The Siren's Call

The Siren's Call

Being part of Families in the Loop has lots of perks. At the top of the list is the incredible group of Chicago professionals and business owners I’ve come to know over the past year. Each day they’re hard at work, achieving excellence in their industries and inspiring dreamy entrepreneurs like me to keep going.  So this month I’m dedicating the Families in the Loop blog to these Chicago superstars. And since it’s the month of love, I’ve added a twist. I have asked these experts to share how love has factored into their career choice. Was it love at first sight? How about a breakup? Find out here, all throughout the month of February. Parents, it’s time to recharge our career batteries with FITL’s “Live It - Love It” career series.

The Siren's Call

~By Brooks Watson, Chicago Firefighter

I was so young when I first heard my siren’s call.  As she rounded the street corner, she stopped me in my tracks.  Like always, she made quite an entrance.  I couldn't possibly know all the places she would someday take me, but I was in love.

Fire trucks can have that kind of effect on a boy.

As time passed, I learned that the shiny red truck captured many young hearts.  We'd hear her calling and then chase her down the street as she passed.

Later, in my teens, I set my sights on a career that was less dramatic, more stable, and less likely to harm me physically.  Sirens would still taunt me from time to time, but I didn't think seriously about becoming a firefighter anymore.  Childhood fantasies, after all, are just that.

Then a chance conversation changed everything.  An old friend said my childhood love was looking for new recruits and that I fit the bill.  That was all it took for me to sign onto my dream.  It was only days past my 18th birthday, and my first call took place the night of January 16th, 1991, the night the U.S. bombed Libya.  The irony escaped me at the time, but now I see it clearly.  My siren was taking me into battle, and I was ready.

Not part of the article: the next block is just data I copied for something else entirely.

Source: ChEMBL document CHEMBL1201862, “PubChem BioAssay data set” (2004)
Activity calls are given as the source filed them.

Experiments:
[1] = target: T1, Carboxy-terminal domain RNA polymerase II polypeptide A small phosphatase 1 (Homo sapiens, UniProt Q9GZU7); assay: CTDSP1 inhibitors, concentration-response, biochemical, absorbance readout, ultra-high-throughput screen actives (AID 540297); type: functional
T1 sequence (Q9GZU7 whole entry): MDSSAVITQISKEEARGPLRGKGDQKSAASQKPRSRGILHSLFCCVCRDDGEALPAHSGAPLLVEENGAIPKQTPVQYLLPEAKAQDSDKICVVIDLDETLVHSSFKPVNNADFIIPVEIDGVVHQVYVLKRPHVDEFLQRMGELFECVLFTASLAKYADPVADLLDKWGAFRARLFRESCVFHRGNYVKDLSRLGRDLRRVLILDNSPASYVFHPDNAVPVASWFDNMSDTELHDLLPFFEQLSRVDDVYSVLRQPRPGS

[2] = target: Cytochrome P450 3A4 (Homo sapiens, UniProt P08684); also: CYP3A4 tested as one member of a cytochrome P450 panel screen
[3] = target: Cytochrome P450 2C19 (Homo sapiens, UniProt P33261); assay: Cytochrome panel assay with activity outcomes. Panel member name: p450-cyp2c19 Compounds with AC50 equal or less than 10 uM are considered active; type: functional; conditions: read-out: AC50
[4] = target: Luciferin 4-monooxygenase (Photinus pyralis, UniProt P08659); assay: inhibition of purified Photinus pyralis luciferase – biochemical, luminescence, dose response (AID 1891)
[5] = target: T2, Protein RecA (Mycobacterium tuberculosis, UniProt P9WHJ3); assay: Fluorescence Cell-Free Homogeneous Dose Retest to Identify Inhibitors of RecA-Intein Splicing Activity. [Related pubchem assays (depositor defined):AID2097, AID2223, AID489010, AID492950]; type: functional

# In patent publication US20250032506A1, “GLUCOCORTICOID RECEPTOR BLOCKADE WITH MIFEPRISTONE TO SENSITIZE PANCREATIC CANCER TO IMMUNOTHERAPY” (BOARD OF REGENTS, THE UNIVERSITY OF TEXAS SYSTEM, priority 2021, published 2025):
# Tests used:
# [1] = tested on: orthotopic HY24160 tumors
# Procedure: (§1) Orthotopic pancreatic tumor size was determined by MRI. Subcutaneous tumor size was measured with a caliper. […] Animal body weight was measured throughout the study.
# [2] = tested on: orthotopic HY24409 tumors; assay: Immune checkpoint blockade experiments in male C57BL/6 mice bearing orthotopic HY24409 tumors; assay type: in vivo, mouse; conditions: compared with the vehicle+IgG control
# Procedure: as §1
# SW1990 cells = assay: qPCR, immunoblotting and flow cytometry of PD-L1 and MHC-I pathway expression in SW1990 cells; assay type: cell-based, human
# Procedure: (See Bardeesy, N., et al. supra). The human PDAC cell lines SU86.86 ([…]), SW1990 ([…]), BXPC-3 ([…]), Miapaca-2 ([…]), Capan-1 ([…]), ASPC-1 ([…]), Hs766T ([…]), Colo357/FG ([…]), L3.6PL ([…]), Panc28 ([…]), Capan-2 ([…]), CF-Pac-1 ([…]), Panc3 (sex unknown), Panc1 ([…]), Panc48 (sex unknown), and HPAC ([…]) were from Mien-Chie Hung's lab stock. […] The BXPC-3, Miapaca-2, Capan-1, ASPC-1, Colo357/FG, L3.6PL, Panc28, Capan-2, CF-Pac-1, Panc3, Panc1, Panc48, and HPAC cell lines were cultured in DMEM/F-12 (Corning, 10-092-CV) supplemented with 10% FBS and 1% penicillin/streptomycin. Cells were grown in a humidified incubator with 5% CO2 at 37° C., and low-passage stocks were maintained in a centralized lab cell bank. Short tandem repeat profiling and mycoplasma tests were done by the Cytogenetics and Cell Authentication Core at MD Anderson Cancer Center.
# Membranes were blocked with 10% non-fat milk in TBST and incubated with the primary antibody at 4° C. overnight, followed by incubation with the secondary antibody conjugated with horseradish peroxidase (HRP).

Like many a surrendered lover, I was never too far away from my work and relished the adrenaline rush it brought me.  I also became part of a brotherhood.  We were young and knew nothing about the monotony of ordinary life when we started, only the extremes.  We were going 100 miles an hour, 24 hours a day, and doing amazing things, holding lives in our hands.  While my high school friends were off pledging fraternities, I was fully enrolled in the school of life with my band of brothers, and my siren was our teacher.  This would be the case for the next five years.

In 1996, I moved to Chicago to become part of the city’s storied firefighting force.  I was living the fantasy I had dreamed of as a boy, and I knew I was in it for the long haul.  Other dimensions of firefighting opened themselves to me, and in time I became more than my siren’s responder; I became her messenger and defender.

As an ambassador for fire prevention and safety, I meet with world leaders and disenfranchised citizens who exist in utter poverty.  In a world marked by borders and restricted access zones, every door is open to me, every light is green, and every experience is revelatory and humbling.

After 21 years as a firefighter, my time with my first love will soon be ending.  My love is as unrelenting as she is rewarding.  When I look at those young new faces in the firehouse, I know the passion that grips them is the same.

About Brooks Watson

Brooks Watson is an entrepreneur, writer, photographer, traveler, and firefighter.  He works locally, nationally, and globally as an advocate and development consultant for fire and rescue services.  Over two decades, Brooks has worked in Kosovo, Haiti, Japan, Ecuador, and Japan.  He is co-owner of Safety Squad LLC, Kids Fire Dept., and Read and Rescue LLC.  Locally, he continues the work he was called to years ago.  You can wave to Brooks as truck 44 drives by.

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